LEE COUNTY, Fla. - A new government report says toxic drywall is not to blame for a series of deaths; but people who have lived with the problem wallboard insist it is a health threat.
The Centers for Disease Control looked at the deaths of 11 people who were exposed to toxic drywall and found no link.
"There is no doubt in my mind that drywall has had an impact on health," said homeowner Richard Kampf. His Cape Coral home was gutted in August, and renovations are still being completed to remove the Chinese drywall they lived with for more than three years.
"For me, I had nosebleeds, I had a constant cough, I had a raspy throat, I had burning eyes," Kampf said.
Kampf believes the government's health studies so far are flawed, and need to look at the big picture.
"Very small sample and a very short period of time to turn it around," Kampf said. "To me, that's a scientific misjudgement."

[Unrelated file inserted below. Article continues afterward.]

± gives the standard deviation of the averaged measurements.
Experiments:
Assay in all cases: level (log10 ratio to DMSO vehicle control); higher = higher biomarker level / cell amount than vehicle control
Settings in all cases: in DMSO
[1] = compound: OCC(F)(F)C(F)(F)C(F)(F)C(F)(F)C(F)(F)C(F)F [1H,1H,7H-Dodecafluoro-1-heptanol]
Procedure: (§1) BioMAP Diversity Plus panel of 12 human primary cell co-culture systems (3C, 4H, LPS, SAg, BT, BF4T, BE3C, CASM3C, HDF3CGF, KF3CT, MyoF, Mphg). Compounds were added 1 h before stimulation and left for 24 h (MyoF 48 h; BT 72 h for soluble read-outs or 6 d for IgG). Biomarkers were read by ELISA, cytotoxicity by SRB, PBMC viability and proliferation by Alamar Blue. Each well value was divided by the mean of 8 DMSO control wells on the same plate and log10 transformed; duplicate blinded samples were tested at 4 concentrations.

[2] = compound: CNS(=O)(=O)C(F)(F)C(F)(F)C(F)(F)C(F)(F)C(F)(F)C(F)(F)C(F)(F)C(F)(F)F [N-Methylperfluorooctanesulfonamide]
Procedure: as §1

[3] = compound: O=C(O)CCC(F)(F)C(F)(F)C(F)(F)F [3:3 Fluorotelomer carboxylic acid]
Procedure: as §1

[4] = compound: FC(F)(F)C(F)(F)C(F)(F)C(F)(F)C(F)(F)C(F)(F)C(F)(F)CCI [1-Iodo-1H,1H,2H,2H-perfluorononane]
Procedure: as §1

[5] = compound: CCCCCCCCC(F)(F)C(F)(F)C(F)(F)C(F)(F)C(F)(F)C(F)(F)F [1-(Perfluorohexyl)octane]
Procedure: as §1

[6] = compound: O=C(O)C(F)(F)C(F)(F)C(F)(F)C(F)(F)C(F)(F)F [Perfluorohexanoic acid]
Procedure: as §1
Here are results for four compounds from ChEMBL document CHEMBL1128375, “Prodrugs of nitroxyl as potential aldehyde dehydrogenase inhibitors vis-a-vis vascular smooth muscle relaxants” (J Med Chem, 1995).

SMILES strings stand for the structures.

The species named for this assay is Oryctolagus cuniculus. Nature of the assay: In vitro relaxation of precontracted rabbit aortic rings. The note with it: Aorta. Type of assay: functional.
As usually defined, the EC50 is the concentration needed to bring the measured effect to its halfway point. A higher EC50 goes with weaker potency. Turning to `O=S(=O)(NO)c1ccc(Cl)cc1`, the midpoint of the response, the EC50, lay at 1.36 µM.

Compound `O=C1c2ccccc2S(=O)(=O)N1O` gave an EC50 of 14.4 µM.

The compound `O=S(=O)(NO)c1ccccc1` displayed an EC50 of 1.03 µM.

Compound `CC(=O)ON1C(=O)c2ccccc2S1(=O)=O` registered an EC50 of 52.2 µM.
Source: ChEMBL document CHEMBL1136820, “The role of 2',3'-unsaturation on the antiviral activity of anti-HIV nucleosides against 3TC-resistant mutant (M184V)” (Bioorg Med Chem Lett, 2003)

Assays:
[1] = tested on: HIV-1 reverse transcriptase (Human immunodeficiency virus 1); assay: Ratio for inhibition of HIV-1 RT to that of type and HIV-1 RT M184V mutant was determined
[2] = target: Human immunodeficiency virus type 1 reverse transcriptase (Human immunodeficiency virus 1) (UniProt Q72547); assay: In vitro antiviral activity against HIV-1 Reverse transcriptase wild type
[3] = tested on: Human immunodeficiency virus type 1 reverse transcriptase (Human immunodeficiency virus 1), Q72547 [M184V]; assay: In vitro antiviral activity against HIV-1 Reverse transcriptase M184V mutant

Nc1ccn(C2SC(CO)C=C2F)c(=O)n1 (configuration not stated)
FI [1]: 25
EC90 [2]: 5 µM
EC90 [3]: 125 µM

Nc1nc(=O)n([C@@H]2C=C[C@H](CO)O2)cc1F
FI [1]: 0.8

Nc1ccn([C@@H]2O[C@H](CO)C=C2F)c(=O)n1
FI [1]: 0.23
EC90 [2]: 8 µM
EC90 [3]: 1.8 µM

Toxic American drywall forced George and Brenda Brincku to trade their Alva home for a rental. They worry for others who have no escape.
"If you're removed out of the environment, you do get better," George Brincku said. "But the problem is, a lot of people are still living in these homes, and they're stuck in these homes."
They want the government to get doctors involved in the drywall discussion.
"Now I think the physicians are stepping on board, and listening to homeowners and listening to their complaints, and they're all similar," said Brenda Brincku. "These are kids and animals that are in these homes, and adults. We need to know and have answers now."
In its release announcing the latest study, The Consumer Product Safety Commission says it has asked the Centers for Disease Control to also consider a new study looking at possible long-term health effects.